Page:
When I saw this, I felt that the Hong Kong government must have put in a lot of effort, energy and resources to revitalise the territory’s post-lockdown tourism industry. But what about the profits? Have they raked in much? What is the return on investment?

The new M+ building is fast becoming one of Hong Kong’s top attractions for art.The new M+ building is fast becoming one of Hong Kong’s top attractions for art.

One thing I can be quite sure of is that the immigration officers at the airport have been doing their utmost best to speed up passport clearance. All those frontline officials are also putting on their best smiles to welcome all travellers arriving from around the world. First impression counts, as this signals a good start to a visitor’s travel experience in Hong Kong. And if you have a good experience, you tend to spend more!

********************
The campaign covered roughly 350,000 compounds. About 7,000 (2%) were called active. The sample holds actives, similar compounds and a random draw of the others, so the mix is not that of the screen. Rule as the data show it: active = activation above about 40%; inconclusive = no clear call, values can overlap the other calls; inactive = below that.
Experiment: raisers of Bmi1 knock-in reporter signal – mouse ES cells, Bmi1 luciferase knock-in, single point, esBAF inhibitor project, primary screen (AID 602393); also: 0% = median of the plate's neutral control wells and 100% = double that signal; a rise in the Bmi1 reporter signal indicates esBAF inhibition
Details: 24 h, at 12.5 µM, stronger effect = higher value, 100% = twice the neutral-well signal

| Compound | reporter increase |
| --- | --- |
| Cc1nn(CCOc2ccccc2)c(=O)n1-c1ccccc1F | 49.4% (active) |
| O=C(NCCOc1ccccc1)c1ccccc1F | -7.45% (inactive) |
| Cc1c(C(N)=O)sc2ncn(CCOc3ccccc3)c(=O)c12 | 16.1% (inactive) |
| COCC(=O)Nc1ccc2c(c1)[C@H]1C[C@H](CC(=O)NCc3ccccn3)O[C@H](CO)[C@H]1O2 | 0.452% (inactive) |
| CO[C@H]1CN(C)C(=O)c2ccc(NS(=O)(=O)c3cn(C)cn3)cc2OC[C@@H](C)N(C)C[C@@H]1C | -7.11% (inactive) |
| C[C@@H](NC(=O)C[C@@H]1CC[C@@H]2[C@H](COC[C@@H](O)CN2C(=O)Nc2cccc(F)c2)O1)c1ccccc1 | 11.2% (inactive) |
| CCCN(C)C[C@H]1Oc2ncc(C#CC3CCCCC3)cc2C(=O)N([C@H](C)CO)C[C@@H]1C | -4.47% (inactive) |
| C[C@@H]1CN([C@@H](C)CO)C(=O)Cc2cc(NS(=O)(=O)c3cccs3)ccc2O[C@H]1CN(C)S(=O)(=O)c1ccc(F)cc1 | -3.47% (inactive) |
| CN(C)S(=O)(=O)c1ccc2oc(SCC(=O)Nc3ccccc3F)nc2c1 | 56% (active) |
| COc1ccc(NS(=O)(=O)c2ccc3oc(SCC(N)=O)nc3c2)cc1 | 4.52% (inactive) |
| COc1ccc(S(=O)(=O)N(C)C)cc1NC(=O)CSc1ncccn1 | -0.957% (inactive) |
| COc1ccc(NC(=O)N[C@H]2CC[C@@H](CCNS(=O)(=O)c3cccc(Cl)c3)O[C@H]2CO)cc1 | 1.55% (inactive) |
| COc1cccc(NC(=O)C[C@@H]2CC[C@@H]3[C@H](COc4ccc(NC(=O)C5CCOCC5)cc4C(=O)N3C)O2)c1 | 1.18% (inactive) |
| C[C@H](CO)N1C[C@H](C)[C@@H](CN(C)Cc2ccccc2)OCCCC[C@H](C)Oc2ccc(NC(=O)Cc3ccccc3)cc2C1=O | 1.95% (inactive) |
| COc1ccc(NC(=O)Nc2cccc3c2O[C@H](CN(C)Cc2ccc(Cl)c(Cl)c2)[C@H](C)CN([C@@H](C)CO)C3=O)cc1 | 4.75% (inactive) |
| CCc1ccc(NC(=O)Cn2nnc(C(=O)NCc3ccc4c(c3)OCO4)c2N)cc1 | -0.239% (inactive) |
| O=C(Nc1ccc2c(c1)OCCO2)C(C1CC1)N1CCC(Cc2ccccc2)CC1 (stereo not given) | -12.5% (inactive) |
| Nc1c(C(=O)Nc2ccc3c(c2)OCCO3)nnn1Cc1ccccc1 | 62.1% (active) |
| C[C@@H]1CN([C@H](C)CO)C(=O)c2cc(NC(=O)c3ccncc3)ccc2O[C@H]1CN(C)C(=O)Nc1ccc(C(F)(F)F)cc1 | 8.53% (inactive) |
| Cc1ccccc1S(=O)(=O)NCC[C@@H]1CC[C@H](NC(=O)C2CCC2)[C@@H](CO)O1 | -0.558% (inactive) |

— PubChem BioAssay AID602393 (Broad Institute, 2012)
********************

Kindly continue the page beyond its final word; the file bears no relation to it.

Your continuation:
We mustn’t think that such “petty” things are immaterial. When these visitors go back to their countries and reminisce their holidays, they will feel the warmth and the great hospitality they received from the people of Hong Kong. Good quality service trumps all the new amenities and attractions that came up post-lockdown. It is this soft power that will lead you back to the territory and say, “Hello, Hong Kong!”

The views expressed are entirely the writer’s own.

Leesan, the founder of Apple Vacations, has travelled to 137 countries, seven continents and enjoys sharing his travel stories and insights. He has also authored five books.

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leesan , hong kong , china , tourism , travellers , cathay pacific